Math Course Descriptions
In grades 9 - 12, students extend their understanding and proficiency in a variety of areas of mathematics including Advanced Algebra, Trigonometry, Statistics, Pre-Calculus, and Calculus. All courses are approached through a VNAG approach: Numerical, Analytical, and Graphical with additional emphasis on Verbal and Writing communication skills. Technology is an integral part of the mathematics curriculum. Students are immersed in a wide range of mathematical concepts and processes in preparation for college-level mathematics. Assessment is based on student understanding of mathematics concepts over problem-solving. All mathematics courses offered at the Scholars Academy are designated as Honors or Advanced Placement. The Scholars Academy offers AP Calculus AB, AP Calculus BC, as well as AP Statistics. All students in AP courses must take an exam administered by the College Board. High performance on AP exams may result in college credit or advanced placement.
Geometry Honors (Online)
This course is the mathematical study of shapes, their properties, and their relationships. The course competencies meet the state geometry standards. Emphasis is placed on student exploration and on formulating and defending conjectures. At the honors level, students are also expected to construct formal proofs of geometric principles. This course is designed to prepare students for further mathematical study.
Algebra 2 Honors
This course contains an in-depth study of functions, patterns, relationships, and concepts of number systems. This includes linear, quadratic, rational, exponential, absolute value, and radical functions. This honors-level course also includes a study of logarithmic and polynomial functions. A graphing calculator is required for instruction and assessment. This course prepares students for further mathematical study in Pre-Calculus Honors.
Algebra 3 Honors
This course is designed as a bridge between Algebra 2 and Pre-Calculus. It focuses on developing the student’s ability to understand and apply the study of functions and advanced mathematics concepts to solve problems. The course includes a study of polynomial, rational, exponential, logarithmic, and trigonometric functions. Emphasis is on active participation through modeling, group activities, and communication in mathematics. Students are expected to use technology, including graphing calculators throughout the course.
This course focuses on the development of students' abilities to understand and apply the study of functions and advanced mathematical concepts to solve problems. Topics include polynomial, rational, exponential, logarithmic, and trigonometric functions, in addition to sequences, series, vectors, conic sections, parametric equations, and polar equations. Emphasis is on activities, participation through modeling, group activities, and communication in mathematics. Students are expected to use technology, including graphing calculators throughout the course. This course is designed to prepare students for further mathematical study in AP Calculus.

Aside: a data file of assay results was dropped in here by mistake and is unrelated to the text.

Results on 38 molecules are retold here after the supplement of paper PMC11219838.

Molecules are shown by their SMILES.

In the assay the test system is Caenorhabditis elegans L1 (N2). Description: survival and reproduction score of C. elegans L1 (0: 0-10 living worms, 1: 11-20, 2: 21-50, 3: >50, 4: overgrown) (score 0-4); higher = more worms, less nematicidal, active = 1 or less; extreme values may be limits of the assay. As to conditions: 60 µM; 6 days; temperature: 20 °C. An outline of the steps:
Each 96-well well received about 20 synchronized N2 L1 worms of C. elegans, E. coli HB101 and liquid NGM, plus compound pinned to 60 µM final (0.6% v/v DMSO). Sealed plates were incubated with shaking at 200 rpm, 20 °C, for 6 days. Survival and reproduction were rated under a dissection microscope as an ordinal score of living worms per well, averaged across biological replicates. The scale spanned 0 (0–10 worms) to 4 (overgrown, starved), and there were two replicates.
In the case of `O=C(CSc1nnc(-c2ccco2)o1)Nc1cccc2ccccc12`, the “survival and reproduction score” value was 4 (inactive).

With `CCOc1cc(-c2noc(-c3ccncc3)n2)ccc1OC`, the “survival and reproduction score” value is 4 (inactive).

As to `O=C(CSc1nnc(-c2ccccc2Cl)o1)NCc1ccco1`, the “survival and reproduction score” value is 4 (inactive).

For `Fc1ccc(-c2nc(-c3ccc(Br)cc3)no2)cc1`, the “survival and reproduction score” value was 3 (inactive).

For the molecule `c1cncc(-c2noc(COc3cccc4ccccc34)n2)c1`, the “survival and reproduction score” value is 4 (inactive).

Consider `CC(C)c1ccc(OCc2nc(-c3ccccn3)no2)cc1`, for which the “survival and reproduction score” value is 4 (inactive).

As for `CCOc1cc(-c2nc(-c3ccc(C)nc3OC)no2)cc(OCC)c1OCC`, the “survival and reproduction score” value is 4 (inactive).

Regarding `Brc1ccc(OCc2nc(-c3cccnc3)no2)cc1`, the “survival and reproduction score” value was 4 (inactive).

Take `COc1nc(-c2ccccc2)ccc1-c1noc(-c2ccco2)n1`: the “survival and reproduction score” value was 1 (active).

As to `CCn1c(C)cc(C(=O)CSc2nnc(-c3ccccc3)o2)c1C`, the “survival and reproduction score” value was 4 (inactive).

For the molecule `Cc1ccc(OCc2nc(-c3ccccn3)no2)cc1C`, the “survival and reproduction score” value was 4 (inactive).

AP Calculus AB
This course follows the curriculum prescribed by the College Board and is intended for students who have a sophisticated knowledge of mathematics. It is designed to be the equivalent of a first-semester college calculus course devoted to topics in differential and integral calculus. This course requires students to use definitions and theorems to build arguments and justify conclusions. Students are required to take the AP Calculus Examination in May. Placement and/or credit may be awarded at the college level if a qualifying score is obtained. Topics covered include functions, limits, derivatives, integration, and their applications. Topics will be addressed through the use of technology as well as analytically, numerically, verbally, and graphically. Students are required to have a graphing calculator.
AP Calculus BC
This course provides a study of elementary functions and is equivalent to the second semester of college calculus. Course content corresponds to the syllabus established by the College Board Advanced Placement Program. Students are required to take the AP Calculus Examination in May. Placement and/or credit may be awarded at the college level if a qualifying score is obtained. Students will receive a BC score and an AB subscore. Topics included in the curriculum are limits and their properties, differentiation and their applications, including related rates, optimization, and curve sketching, integration and their applications, including area, volume, and arc length, integration by parts, partial fractions, improper integrals, particle motion, differential equations, sequences and series including Taylor polynomials and power series, and polar curves. Students are required to have a graphing calculator.
This college-level Advanced Placement course in Statistics will introduce students to the major concepts and tools for collecting, analyzing, and drawing conclusions from data. students study four broad conceptual themes: exploring data (observing patterns and departures from patterns), planning a study (deciding what and how to measure), anticipating patterns (producing models using probability and simulation), and statistical inference (confirming models). Students are required to take the AP Statistics Examination in May. Placement and/or credit may be awarded at the college level if a qualifying score is obtained. The content of this college-level course corresponds to the syllabus of the College Board Advanced Placement Program.